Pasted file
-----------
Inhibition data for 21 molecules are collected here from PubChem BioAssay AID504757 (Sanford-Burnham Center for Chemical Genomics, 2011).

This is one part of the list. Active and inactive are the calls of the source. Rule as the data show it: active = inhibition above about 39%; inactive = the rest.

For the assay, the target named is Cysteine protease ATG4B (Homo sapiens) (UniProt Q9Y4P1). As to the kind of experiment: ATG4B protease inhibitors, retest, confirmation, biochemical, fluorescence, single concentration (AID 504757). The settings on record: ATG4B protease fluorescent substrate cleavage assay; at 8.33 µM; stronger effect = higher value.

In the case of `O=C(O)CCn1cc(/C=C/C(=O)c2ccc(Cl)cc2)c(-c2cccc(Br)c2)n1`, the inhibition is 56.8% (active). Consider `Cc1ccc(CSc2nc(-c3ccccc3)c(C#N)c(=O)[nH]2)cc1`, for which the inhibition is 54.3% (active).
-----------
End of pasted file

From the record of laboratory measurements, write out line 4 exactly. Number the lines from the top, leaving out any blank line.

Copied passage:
In the case of `O=C(O)CCn1cc(/C=C/C(=O)c2ccc(Cl)cc2)c(-c2cccc(Br)c2)n1`, the inhibition is 56.8% (active). Consider `Cc1ccc(CSc2nc(-c3ccccc3)c(C#N)c(=O)[nH]2)cc1`, for which the inhibition is 54.3% (active).